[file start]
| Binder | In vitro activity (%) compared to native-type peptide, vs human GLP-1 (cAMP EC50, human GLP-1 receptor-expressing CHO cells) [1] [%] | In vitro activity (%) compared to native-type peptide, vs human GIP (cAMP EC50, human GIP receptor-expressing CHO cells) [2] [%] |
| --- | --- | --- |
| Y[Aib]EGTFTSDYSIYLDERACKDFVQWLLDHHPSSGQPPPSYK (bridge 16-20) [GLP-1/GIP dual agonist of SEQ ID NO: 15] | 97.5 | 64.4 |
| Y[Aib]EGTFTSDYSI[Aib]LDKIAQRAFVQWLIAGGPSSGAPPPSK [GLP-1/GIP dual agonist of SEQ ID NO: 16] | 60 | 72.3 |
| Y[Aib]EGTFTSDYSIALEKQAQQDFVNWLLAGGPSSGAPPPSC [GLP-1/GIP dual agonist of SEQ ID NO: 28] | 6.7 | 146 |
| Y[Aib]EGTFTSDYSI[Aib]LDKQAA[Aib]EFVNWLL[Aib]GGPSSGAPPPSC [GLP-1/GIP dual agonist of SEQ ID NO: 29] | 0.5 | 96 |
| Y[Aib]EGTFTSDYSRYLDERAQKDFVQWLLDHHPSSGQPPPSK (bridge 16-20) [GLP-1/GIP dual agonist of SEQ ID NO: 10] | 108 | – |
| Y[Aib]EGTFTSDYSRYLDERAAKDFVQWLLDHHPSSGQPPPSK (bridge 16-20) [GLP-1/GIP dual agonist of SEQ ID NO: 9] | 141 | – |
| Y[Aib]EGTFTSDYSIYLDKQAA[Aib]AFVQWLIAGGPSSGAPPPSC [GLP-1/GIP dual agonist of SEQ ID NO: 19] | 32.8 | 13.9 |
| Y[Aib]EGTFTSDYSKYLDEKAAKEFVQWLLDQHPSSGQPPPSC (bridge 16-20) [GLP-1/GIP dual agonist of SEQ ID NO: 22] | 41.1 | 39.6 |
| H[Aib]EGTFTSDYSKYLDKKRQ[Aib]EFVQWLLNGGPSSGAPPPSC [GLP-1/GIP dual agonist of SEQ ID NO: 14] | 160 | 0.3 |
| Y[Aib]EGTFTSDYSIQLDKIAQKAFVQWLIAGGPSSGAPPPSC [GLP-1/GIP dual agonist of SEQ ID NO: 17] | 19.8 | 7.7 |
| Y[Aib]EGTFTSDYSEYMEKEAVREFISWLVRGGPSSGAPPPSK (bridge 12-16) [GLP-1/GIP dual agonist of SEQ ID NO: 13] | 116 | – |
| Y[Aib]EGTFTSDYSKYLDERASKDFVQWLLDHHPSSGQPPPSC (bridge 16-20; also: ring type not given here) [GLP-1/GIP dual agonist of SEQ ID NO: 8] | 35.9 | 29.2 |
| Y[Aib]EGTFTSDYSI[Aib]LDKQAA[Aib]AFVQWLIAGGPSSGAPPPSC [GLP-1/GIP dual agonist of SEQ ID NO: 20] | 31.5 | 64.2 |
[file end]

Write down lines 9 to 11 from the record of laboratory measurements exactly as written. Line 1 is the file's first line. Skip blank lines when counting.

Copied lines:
| Y[Aib]EGTFTSDYSIYLDKQAA[Aib]AFVQWLIAGGPSSGAPPPSC [GLP-1/GIP dual agonist of SEQ ID NO: 19] | 32.8 | 13.9 |
| Y[Aib]EGTFTSDYSKYLDEKAAKEFVQWLLDQHPSSGQPPPSC (bridge 16-20) [GLP-1/GIP dual agonist of SEQ ID NO: 22] | 41.1 | 39.6 |
| H[Aib]EGTFTSDYSKYLDKKRQ[Aib]EFVQWLLNGGPSSGAPPPSC [GLP-1/GIP dual agonist of SEQ ID NO: 14] | 160 | 0.3 |